President Woodrow Wilson decided to personally represent the United States at the conference, but it`s hard to imagine anyone being naïve idealistic about the true nature of international relations. (See Particularity, “War and Diplomacy,” July 2010 ACG.) Wilson was a true intellectual and a social “progressive,” but he often seemed unbearably selfish, and his view of how nations conducted international relations was at best a triumph of hope over experience—he was convinced that “goodwill” among world leaders would surpass petty national interests and the cynical policy of checks and balance of power. Wilson`s idealistic worldview is best documented in his “14 Points” declaration, announced in January 1918, in which he called for free trade, freedom of the seas, open agreements among nations, the promotion of democracy and self-determination among the peoples of the world, and the creation of the League of Nations to guarantee territorial integrity and preserve peace in the world. Early attempts to negotiate a peace settlement failed, and instead, French and Spanish diplomats signed the Family Pact, a treaty that led Spain to war with Britain. British Prime Minister Lord Bute continued secret and informal talks with the French diplomat Etienne-Franois de Stainville, Duke of Choiseul, and they reached an unofficial agreement in June 1762. Bute promised fairly generous terms and the two countries agreed on an exchange of ambassadors in September. Although we normally consider November 11, 1918 to be the end date of the First World War, this day marked only the beginning of a ceasefire ending the actual fighting, not the official end of the war. To formally conclude World War I, the victorious Allied powers (led by Britain, France, the United States, and Italy) had to conclude peace agreements with each of their adversaries in the middle powers (Germany, Austria, Hungary, Bulgaria, and the Ottoman Empire). In March 1939, Chamberlain planned a possible conference on disarmament between him, Edouard Daladier, Adolf Hitler, Benito Mussolini and Joseph Stalin; His Interior Minister, Samuel Hoare, said: “These five men who work together in Europe and who have been blessed in their efforts by the President of the United States of America could become eternal benefactors of humanity.”  In the early 1990s, a new theory of appeasement, sometimes referred to as “counter-revisionist”, by historians, argued that appetite was probably the only choice for the British government in the 1930s, but that it was poorly applied, conducted too late, and not applied strongly enough to limit Hitler.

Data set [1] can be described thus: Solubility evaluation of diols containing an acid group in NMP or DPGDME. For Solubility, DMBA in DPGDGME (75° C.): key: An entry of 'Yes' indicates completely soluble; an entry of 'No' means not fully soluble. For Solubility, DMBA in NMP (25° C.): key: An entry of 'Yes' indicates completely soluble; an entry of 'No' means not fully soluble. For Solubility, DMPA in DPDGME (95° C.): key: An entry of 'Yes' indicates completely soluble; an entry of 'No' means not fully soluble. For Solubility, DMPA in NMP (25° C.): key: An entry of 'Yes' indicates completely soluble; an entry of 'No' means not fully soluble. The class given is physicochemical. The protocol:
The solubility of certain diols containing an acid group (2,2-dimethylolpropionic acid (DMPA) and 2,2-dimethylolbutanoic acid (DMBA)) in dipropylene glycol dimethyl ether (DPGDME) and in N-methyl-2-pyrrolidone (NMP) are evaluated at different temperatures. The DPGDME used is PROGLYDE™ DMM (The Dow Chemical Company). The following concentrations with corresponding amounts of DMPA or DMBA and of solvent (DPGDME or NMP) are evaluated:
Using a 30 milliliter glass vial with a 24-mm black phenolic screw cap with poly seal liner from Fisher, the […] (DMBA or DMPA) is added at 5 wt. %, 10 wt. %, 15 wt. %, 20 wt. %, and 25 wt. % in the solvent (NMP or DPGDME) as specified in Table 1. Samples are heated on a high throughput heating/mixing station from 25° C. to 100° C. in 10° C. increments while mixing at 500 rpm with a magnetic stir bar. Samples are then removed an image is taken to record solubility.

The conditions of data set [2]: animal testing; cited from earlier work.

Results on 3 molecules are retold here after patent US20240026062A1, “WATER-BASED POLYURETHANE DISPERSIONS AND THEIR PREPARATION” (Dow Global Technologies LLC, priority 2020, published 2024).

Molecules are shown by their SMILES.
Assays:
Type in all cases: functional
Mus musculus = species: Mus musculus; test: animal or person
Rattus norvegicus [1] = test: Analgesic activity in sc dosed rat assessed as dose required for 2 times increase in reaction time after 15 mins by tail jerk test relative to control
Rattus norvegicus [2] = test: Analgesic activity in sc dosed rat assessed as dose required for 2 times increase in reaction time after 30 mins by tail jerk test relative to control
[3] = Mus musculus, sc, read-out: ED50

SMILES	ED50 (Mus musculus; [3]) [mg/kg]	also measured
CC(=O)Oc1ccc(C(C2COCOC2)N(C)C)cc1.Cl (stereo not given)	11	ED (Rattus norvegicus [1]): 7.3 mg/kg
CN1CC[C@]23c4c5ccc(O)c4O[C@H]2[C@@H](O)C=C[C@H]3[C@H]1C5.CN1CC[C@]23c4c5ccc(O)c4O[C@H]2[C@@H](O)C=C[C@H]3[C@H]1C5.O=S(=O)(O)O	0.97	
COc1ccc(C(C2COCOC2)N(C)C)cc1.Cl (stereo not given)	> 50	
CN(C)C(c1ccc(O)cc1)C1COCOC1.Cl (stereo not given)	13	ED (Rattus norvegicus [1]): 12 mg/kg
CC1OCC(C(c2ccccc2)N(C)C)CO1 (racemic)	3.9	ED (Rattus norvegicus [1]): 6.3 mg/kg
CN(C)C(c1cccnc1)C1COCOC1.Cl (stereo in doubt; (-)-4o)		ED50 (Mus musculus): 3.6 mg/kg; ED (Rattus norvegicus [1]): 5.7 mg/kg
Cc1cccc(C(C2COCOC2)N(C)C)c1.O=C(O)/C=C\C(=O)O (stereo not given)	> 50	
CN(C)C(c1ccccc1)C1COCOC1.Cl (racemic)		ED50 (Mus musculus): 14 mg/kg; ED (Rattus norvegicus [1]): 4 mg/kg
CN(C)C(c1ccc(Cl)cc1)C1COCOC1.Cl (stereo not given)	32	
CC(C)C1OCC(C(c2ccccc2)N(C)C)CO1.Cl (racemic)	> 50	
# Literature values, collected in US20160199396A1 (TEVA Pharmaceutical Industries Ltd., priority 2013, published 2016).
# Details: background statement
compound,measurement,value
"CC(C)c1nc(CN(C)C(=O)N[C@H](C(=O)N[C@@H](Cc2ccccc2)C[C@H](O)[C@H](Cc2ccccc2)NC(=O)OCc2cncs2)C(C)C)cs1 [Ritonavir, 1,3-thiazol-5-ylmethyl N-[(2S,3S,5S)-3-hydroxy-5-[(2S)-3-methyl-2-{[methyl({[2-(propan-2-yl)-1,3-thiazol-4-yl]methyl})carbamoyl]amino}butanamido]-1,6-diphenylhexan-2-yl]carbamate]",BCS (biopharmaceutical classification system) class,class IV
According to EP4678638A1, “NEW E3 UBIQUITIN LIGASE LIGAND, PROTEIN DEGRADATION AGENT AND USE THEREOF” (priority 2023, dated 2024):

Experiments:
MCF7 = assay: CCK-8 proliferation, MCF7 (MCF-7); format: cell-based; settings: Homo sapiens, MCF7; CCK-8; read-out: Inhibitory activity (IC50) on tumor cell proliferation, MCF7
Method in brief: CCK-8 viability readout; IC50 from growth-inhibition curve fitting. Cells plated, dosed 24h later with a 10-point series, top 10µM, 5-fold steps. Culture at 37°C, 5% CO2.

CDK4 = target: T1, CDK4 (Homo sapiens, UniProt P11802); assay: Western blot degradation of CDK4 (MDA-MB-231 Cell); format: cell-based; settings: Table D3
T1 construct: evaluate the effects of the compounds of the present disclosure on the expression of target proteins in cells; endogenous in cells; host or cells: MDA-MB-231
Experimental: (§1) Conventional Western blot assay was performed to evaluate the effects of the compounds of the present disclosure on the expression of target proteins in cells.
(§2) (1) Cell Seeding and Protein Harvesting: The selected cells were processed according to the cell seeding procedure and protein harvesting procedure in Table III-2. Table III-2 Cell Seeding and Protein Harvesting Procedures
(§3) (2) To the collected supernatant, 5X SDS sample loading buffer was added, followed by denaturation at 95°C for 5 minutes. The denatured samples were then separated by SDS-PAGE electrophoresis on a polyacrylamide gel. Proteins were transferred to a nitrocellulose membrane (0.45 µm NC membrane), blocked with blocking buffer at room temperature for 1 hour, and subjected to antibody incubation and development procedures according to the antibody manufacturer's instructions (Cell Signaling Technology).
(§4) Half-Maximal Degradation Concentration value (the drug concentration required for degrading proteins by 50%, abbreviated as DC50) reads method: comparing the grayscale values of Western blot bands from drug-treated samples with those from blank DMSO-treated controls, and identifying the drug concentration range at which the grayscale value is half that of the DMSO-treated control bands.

Appeasement was seen as a viable policy, given the pressures the British Empire faced during the resumption of World War I, and Chamberlain reportedly adopted a policy that met Britain`s cultural and political needs. . . .